The Singularity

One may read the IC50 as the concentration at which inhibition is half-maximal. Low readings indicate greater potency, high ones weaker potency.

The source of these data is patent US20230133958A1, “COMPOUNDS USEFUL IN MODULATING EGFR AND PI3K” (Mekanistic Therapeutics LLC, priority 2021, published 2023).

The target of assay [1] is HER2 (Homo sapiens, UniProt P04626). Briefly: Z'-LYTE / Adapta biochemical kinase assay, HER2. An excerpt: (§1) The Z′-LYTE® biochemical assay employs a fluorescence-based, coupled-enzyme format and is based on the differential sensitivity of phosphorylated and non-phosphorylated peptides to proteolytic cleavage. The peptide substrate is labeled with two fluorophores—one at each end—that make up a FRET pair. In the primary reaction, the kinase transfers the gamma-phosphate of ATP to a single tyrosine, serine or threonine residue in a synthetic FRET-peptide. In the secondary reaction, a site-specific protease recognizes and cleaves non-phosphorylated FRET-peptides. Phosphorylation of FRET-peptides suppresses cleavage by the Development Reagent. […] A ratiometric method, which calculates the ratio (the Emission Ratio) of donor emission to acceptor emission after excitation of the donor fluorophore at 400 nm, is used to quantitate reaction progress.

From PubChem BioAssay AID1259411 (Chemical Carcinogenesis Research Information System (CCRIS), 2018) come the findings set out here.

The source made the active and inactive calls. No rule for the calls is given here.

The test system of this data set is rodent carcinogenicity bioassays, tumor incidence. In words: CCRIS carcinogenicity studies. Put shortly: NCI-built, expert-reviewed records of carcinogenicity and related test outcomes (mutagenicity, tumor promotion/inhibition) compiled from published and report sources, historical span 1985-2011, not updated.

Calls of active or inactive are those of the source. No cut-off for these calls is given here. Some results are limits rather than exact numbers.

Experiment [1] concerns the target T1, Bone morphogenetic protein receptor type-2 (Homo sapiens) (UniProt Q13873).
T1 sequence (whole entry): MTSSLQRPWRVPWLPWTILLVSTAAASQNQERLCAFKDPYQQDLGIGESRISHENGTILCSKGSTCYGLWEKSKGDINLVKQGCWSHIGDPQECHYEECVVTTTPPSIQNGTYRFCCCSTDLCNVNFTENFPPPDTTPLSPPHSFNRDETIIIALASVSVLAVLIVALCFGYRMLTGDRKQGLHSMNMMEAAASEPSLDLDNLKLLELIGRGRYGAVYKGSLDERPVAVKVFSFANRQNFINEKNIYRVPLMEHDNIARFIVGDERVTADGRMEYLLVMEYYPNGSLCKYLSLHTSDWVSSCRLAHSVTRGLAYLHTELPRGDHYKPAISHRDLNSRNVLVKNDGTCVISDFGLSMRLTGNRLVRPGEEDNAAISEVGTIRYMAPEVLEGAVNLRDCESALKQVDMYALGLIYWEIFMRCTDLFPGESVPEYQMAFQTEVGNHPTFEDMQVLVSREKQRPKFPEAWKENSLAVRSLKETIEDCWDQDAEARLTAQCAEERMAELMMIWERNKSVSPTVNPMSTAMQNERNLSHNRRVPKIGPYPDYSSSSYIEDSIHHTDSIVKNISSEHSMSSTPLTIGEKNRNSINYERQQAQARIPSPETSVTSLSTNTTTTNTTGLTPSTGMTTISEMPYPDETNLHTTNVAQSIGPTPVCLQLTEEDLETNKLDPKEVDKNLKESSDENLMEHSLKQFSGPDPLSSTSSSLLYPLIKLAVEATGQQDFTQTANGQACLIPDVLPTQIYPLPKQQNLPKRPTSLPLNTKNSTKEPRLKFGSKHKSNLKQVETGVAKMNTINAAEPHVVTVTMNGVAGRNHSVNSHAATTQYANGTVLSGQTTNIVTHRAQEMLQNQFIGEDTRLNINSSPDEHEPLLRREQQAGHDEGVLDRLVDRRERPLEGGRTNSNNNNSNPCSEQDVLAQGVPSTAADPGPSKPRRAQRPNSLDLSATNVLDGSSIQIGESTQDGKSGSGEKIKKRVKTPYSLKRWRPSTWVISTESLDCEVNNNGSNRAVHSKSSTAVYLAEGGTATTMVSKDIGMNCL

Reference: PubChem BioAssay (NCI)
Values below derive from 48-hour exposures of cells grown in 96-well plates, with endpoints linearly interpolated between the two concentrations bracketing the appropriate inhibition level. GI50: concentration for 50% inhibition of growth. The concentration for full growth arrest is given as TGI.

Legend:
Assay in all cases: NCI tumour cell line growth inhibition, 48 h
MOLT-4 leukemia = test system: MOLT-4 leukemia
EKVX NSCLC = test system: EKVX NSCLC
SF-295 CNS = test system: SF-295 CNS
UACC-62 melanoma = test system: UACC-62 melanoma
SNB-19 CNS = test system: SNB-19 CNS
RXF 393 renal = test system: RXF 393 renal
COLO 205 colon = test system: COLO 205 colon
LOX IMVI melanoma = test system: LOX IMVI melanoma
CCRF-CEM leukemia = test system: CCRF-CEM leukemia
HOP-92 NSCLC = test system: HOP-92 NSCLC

“I remember when all of this was the singularity,” I informed my companions, although none of them seemed particularly impressed to hear this. “Things have changed a lot since then….” I continued, warming to my theme. “Look at all this,” I said, gesturing broadly to indicate the rows of houses, the cars parked along the side of the street, and the little Centra shop on the corner. “All of this used to be the singularity.” My companions continued to listen to me, not out of interest and not I think out of politeness either. Mainly it was because no one else had said anything. No one else had anything to say. It was that kind of a day – it was a slow kind of day and everyone seemed lethargic, listless, lacking in any kind of vital energy. I had to make the most of my opportunity. “Look at all of this bullshit”, I stated grandly, gesturing broadly again to indicate everything that we could see. All of this used to be the singularity, not so long ago. Well, quite long ago really I suppose.” I paused to let my words sink in. “All of this stuff… Everything around us. All the singularity. All the singularity. All of it. As far as the eye can see…” There was silence. The kind of listless silence you get when no one can be bothered to say anything. “So what did you use to do back then,” someone asked, in bored tones, “back when all of this was the singularity?” I was keen to take this chance to tell my story. “Well you see,” I started out, and then trailed off again because I realized that I didn’t have a clue what I was going to say. I realized that I didn’t actually know what the hell I was talking about. I didn’t want to waste the opportunity now that I had everyone’s attention however and so I started to make stuff up, hoping that no one would notice. I started ad libbing. Improvising. “Well suppose you wanted to score some hash,” I said, “some reefer, some weed, a bit of ganj, or whatever. Well you see that was no problem at all you see because the singularity contained everything in the entire universe in one single totality point and that included all the hash and reefer and weed and ganj. Every last bit of it. All right there, no need to go anywhere to get it, no need to go off trying to score and hoping that the guy was in. Or even if he was in he could have sold out of stuff. Or maybe there’s no gear in town for some reason. And then even if you did manage to score you might get busted on the way home. Or you might get sold a load of duff gear and not realize until later. You see what I’m saying? But the point is that we didn’t have to worry about that back in the singularity. We didn’t have to worry because all the gear in the entire universe was right there all concentrated in the one totality point and not just all the gear but also all the acid and all the mescaline and all the peyote and all the Mexican mushrooms and DMT and whatever else you might want… Man we were wasted out of our minds back then in the singularity. You wouldn’t believe how wasted we were…” The guy who had asked the question originally didn’t sound too impressed. “But if all the weed and peyote and good shit in the universe was in the singularity then all the bad shit was too like cyanide and dioxin and toxic waste and untreated sewage. Plus bed-bugs and crab-lice and intestinal parasites and every disease there is. Plus all the drug squad and all the police and prison officers and judges in the entire universe. Plus all the scumbags and arseholes and psychos. So what’s so great about that? The police would be busting you every day. They’d be crawling up your ass. Sounds like a load of bollocks to me…” “Well that’s kind of the point,” I countered lamely, “that the singularity has got everything in it. But the thing is that it’s not as bad as it sounds. It’s kind of paradoxical, if you get what I’m saying. It’s a kind of mystical state…” I was running out of conviction at this point, not sure exactly what it was that I was saying. No one else seemed sure on this point either by the looks on their faces, and I got the feeling that they also didn’t care. It was clear that the moment was lost. People’s attention had drifted elsewhere, onto what I considered to be trivial matters. I felt disgruntled – people these days just had no interest in how things used to be.

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